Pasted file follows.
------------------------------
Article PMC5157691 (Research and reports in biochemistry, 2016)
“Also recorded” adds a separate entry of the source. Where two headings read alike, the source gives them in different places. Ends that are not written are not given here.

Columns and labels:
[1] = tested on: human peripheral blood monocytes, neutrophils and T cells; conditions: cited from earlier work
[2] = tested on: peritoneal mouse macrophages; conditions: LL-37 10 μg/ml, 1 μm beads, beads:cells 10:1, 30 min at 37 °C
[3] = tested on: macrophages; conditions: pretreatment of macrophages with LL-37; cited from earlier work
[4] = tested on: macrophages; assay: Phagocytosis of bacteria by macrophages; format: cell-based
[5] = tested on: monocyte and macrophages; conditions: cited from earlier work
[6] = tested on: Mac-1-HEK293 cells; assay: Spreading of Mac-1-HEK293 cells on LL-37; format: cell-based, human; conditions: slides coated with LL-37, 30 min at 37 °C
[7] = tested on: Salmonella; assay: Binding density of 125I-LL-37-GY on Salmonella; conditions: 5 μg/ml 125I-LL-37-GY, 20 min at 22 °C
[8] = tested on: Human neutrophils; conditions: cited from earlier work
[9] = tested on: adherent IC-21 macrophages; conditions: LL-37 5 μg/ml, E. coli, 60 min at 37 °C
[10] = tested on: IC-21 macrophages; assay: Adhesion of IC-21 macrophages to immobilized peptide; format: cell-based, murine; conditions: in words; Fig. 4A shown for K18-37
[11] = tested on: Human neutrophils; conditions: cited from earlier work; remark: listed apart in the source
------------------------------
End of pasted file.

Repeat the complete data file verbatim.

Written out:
Article PMC5157691 (Research and reports in biochemistry, 2016)
“Also recorded” adds a separate entry of the source. Where two headings read alike, the source gives them in different places. Ends that are not written are not given here.

Columns and labels:
[1] = tested on: human peripheral blood monocytes, neutrophils and T cells; conditions: cited from earlier work
[2] = tested on: peritoneal mouse macrophages; conditions: LL-37 10 μg/ml, 1 μm beads, beads:cells 10:1, 30 min at 37 °C
[3] = tested on: macrophages; conditions: pretreatment of macrophages with LL-37; cited from earlier work
[4] = tested on: macrophages; assay: Phagocytosis of bacteria by macrophages; format: cell-based
[5] = tested on: monocyte and macrophages; conditions: cited from earlier work
[6] = tested on: Mac-1-HEK293 cells; assay: Spreading of Mac-1-HEK293 cells on LL-37; format: cell-based, human; conditions: slides coated with LL-37, 30 min at 37 °C
[7] = tested on: Salmonella; assay: Binding density of 125I-LL-37-GY on Salmonella; conditions: 5 μg/ml 125I-LL-37-GY, 20 min at 22 °C
[8] = tested on: Human neutrophils; conditions: cited from earlier work
[9] = tested on: adherent IC-21 macrophages; conditions: LL-37 5 μg/ml, E. coli, 60 min at 37 °C
[10] = tested on: IC-21 macrophages; assay: Adhesion of IC-21 macrophages to immobilized peptide; format: cell-based, murine; conditions: in words; Fig. 4A shown for K18-37
[11] = tested on: Human neutrophils; conditions: cited from earlier work; remark: listed apart in the source